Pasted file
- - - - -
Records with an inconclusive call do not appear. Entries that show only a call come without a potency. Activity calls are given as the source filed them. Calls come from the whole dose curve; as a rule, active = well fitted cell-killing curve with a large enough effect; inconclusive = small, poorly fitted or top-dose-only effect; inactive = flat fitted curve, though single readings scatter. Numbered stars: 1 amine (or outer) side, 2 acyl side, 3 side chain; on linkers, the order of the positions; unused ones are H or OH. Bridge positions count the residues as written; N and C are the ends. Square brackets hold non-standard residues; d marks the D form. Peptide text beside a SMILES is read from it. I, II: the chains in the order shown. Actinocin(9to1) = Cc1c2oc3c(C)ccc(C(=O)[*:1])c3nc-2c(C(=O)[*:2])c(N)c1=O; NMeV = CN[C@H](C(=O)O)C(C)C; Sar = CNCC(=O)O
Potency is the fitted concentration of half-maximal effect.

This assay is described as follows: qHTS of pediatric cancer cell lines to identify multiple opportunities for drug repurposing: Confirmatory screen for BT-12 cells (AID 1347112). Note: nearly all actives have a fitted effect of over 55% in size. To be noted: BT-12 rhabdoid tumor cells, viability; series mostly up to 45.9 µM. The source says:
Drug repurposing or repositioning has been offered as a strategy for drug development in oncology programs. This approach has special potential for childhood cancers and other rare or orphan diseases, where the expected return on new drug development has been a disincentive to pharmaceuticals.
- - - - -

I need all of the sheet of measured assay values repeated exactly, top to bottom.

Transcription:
Records with an inconclusive call do not appear. Entries that show only a call come without a potency. Activity calls are given as the source filed them. Calls come from the whole dose curve; as a rule, active = well fitted cell-killing curve with a large enough effect; inconclusive = small, poorly fitted or top-dose-only effect; inactive = flat fitted curve, though single readings scatter. Numbered stars: 1 amine (or outer) side, 2 acyl side, 3 side chain; on linkers, the order of the positions; unused ones are H or OH. Bridge positions count the residues as written; N and C are the ends. Square brackets hold non-standard residues; d marks the D form. Peptide text beside a SMILES is read from it. I, II: the chains in the order shown. Actinocin(9to1) = Cc1c2oc3c(C)ccc(C(=O)[*:1])c3nc-2c(C(=O)[*:2])c(N)c1=O; NMeV = CN[C@H](C(=O)O)C(C)C; Sar = CNCC(=O)O
Potency is the fitted concentration of half-maximal effect.

This assay is described as follows: qHTS of pediatric cancer cell lines to identify multiple opportunities for drug repurposing: Confirmatory screen for BT-12 cells (AID 1347112). Note: nearly all actives have a fitted effect of over 55% in size. To be noted: BT-12 rhabdoid tumor cells, viability; series mostly up to 45.9 µM. The source says:
Drug repurposing or repositioning has been offered as a strategy for drug development in oncology programs. This approach has special potential for childhood cancers and other rare or orphan diseases, where the expected return on new drug development has been a disincentive to pharmaceuticals.